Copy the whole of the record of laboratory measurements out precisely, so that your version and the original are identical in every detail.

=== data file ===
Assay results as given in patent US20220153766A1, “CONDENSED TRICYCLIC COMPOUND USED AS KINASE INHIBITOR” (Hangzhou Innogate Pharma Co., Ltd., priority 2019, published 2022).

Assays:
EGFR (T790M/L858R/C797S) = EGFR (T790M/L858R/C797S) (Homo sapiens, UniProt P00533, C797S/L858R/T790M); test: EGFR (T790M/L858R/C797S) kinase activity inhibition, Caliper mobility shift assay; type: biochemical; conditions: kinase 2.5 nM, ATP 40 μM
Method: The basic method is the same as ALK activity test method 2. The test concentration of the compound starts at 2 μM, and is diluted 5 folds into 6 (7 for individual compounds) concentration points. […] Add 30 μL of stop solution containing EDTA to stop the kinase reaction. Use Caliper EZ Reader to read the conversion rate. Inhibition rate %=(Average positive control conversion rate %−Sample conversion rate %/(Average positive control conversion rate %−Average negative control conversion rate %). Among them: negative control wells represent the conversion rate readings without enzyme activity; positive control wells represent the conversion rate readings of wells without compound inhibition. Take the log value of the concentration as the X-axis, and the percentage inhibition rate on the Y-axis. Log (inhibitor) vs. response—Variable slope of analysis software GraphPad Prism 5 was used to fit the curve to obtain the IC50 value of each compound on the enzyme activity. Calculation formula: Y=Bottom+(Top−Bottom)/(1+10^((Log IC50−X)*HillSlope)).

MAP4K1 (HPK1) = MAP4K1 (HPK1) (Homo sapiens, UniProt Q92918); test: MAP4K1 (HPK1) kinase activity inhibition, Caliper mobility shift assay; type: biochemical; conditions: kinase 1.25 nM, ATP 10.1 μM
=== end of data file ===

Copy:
Assay results as given in patent US20220153766A1, “CONDENSED TRICYCLIC COMPOUND USED AS KINASE INHIBITOR” (Hangzhou Innogate Pharma Co., Ltd., priority 2019, published 2022).

Assays:
EGFR (T790M/L858R/C797S) = EGFR (T790M/L858R/C797S) (Homo sapiens, UniProt P00533, C797S/L858R/T790M); test: EGFR (T790M/L858R/C797S) kinase activity inhibition, Caliper mobility shift assay; type: biochemical; conditions: kinase 2.5 nM, ATP 40 μM
Method: The basic method is the same as ALK activity test method 2. The test concentration of the compound starts at 2 μM, and is diluted 5 folds into 6 (7 for individual compounds) concentration points. […] Add 30 μL of stop solution containing EDTA to stop the kinase reaction. Use Caliper EZ Reader to read the conversion rate. Inhibition rate %=(Average positive control conversion rate %−Sample conversion rate %/(Average positive control conversion rate %−Average negative control conversion rate %). Among them: negative control wells represent the conversion rate readings without enzyme activity; positive control wells represent the conversion rate readings of wells without compound inhibition. Take the log value of the concentration as the X-axis, and the percentage inhibition rate on the Y-axis. Log (inhibitor) vs. response—Variable slope of analysis software GraphPad Prism 5 was used to fit the curve to obtain the IC50 value of each compound on the enzyme activity. Calculation formula: Y=Bottom+(Top−Bottom)/(1+10^((Log IC50−X)*HillSlope)).

MAP4K1 (HPK1) = MAP4K1 (HPK1) (Homo sapiens, UniProt Q92918); test: MAP4K1 (HPK1) kinase activity inhibition, Caliper mobility shift assay; type: biochemical; conditions: kinase 1.25 nM, ATP 10.1 μM